Thursday, November 6, 2008

Getting to Know Pentatonic Scales

To get the full use out of pentatonic scales, you should be comfortable with them in all 5 positions. So, using Am as an example again, here are the positions:

1st Position
Starts on A on the 5th fret of the Low "E" string, played by your first finger:


2nd Position
Starts on C on the 8th fret of the Low "E" string, played by your second finger


3rd Position
Starts on D on the 10th fret of the Low "E" string, played by your first finger


4th Position
Starts on E on the 12th fret of the Low "E" string, played by your first finger


5th Position
Starts on G on the 15th fret of the Low "E" string, played by your second finger


Note: Where "3rd" finger and "4th" fingers are noted, those fingers are often interchangeable. You'd play with one or the other, depending on what you were doing. For bends, or aggressive attack, you'll use the 3rd finger. For fast runs, you'll often use the 4th.

Good luck!

Pentatonic Scales

These scales (called "pentatonic," meaning 5 note) are the most popular scales for guitar players -- bar none. Why? Several reasons:

1) They sound good. The "skipped" notes add an open, interesting sound that makes them pleasing to the ear.

2) They're versatile. Blues, rock, jazz, country . . . pentatonic scales work for so many different styles of music that it's ridiculous. They may be used in different ways, but it's the same 5 notes!

3) They're familiar. Guitarists as different as Jimmy Page (Led Zeppelin), John McLaughlin (Mahavishnu Orchestra, jazz rock), Jimi Hendrix, Slash (Guns & Roses), Kenny Burrell (jazz), Vince Gill (country), Neal Schon (Journey), Carlos Santana, Eric Clapton, Eric Johnson, Eddie Van Halen, Jeff Beck. The list goes on. They all use pentatonic scales for an enormous amount of their playing.

4) You can put your stamp on them. The way that Jeff Beck (one of the most unique players around, in my opinion) uses those 5 notes is totally different from the way the guitar players in Lynyrd Skynyrd did, and thus they sound totally different.

So, let's talk about the Pentatonic a little. There are generally two "modes" of Pentatonic: major and minor. (They're the same scale, but based around a different tonic chord, or "home" chord). Let's use Am as an example. The notes are:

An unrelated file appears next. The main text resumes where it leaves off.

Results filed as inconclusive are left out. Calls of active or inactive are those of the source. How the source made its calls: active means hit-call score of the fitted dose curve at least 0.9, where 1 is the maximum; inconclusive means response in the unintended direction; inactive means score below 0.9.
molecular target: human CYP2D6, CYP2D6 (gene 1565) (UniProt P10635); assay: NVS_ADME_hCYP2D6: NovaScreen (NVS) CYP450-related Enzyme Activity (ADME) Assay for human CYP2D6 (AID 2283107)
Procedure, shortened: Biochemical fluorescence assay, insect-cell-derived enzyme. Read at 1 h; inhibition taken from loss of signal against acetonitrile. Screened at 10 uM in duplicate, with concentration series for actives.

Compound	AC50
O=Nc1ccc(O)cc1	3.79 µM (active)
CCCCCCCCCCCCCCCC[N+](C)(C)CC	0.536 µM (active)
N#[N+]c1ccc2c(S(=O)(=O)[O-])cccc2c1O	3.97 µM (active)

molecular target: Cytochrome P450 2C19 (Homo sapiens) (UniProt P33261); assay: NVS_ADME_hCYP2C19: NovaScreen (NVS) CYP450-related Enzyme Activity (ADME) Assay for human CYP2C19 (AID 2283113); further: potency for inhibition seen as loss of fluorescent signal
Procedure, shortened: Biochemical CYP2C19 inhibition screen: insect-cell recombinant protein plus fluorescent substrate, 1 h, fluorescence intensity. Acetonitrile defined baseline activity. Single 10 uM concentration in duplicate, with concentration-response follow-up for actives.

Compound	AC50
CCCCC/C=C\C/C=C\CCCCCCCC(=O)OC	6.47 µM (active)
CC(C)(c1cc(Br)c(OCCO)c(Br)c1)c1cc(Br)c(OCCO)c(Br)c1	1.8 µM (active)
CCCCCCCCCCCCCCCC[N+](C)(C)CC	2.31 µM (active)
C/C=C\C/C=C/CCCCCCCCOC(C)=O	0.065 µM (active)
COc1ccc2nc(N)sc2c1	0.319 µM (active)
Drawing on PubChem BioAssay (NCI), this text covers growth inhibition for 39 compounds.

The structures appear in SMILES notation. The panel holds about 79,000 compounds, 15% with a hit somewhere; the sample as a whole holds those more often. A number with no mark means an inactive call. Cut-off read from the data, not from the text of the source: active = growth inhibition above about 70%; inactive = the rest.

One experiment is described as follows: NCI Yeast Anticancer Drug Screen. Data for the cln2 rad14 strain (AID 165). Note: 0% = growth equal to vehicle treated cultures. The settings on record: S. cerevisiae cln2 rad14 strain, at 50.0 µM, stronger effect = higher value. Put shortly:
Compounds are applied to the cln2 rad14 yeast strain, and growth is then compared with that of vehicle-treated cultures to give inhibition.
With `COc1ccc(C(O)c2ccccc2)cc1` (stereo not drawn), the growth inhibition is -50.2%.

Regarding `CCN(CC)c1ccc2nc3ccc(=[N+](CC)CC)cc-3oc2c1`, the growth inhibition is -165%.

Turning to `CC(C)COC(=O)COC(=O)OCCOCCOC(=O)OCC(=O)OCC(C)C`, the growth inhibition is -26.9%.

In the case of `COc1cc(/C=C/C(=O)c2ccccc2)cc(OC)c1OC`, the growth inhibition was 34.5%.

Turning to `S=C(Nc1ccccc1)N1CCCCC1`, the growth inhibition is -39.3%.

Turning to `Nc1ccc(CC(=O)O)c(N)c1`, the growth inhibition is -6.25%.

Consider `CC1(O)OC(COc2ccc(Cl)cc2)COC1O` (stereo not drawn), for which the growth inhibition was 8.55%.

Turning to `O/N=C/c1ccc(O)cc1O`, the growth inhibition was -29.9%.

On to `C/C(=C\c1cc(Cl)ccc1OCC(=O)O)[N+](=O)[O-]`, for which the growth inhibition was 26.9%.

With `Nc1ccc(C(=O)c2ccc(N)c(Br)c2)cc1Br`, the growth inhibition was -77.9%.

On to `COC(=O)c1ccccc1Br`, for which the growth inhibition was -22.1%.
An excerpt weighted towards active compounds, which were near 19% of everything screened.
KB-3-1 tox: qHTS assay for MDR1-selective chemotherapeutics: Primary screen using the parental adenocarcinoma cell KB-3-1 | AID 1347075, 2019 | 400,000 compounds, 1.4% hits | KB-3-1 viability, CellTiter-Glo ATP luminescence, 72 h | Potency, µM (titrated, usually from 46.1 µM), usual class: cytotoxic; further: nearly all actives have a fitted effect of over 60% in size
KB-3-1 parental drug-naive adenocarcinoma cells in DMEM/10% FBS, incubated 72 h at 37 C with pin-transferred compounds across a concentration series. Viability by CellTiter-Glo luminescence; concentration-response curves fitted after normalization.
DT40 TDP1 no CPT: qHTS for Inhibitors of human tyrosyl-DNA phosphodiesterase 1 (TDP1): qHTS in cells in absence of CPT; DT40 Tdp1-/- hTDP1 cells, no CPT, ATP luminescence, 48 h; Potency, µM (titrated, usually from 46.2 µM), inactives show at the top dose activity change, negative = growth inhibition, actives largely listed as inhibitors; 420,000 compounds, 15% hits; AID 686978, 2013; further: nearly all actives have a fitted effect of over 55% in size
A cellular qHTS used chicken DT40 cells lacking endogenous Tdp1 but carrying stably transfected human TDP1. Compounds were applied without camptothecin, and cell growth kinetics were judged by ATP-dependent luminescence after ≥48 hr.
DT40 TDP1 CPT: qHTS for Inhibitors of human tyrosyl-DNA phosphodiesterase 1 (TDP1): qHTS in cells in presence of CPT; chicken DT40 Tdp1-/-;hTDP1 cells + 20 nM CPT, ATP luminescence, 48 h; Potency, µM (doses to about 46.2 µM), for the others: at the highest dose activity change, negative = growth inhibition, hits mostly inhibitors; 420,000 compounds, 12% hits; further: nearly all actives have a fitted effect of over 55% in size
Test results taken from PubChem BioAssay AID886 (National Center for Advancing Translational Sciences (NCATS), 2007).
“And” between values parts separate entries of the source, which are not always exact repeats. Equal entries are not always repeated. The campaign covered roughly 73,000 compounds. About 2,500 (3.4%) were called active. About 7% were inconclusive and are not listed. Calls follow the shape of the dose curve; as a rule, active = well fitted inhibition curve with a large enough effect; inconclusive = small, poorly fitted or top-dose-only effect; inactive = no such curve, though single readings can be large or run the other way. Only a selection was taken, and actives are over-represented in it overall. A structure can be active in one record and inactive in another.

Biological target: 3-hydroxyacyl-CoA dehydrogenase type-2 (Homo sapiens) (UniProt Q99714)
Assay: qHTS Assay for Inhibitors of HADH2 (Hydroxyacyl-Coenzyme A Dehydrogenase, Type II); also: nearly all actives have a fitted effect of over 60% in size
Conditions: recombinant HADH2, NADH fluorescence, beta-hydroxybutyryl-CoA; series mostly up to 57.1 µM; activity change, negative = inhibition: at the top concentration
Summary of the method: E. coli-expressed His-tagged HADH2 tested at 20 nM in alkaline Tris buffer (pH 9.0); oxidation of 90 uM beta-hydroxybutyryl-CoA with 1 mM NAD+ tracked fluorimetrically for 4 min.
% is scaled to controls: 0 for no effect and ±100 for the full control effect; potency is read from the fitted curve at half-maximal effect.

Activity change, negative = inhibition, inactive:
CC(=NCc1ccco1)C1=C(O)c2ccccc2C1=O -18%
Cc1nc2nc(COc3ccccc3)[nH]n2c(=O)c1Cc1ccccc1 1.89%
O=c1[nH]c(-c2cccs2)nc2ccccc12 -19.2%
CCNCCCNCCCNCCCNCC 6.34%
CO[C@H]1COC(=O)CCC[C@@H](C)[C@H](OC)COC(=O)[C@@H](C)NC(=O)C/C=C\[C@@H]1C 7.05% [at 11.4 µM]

A - C - D - E - G

If the harmony (chord progression) is in Am, then that scale works perfectly. Here are two different progressions you could try:

1) Am - C - D - D

2) Am - G - F - E7

(You could also use a 12-bar blues, in A)

If the harmony is in C (major), then the scale still works perfectly, although it sounds totally different. Here's a progression to try:

C - F - G - C

There are other keys this will work in, but those are the two most common.

Introduction to Guitar Info Bytes

Welcome to Guitar Info Bytes. Whenever I get a chance, I'll add some interesting info for guitar players. But first, you're probably wondering who I am, and why I am writing about the guitar.

My name is Michael Caroff. I've been playing guitar for more than 38 years. During that time I've written hundreds of songs, played in dozens of Top 40 bands in numerous styles, and a number of original bands (most were both). I also attended UC Santa Barbara where I studied music, and was a professional guitar teacher -- in two different stores -- for 7 years.

Currently, I play in a Santana Tribute Band called Savor. We've played all over southern California for the last 5 years. Pretty much everyone that has seen the band says that I sound more like Carlos Santana than anyone they've ever heard. What that means to me is not that I'm the best player in the world, it's just that I know how to get the job done.

So, in this blog I'll be sharing some of what I've learned about playing guitar in the last few decades. Hope you enjoy it!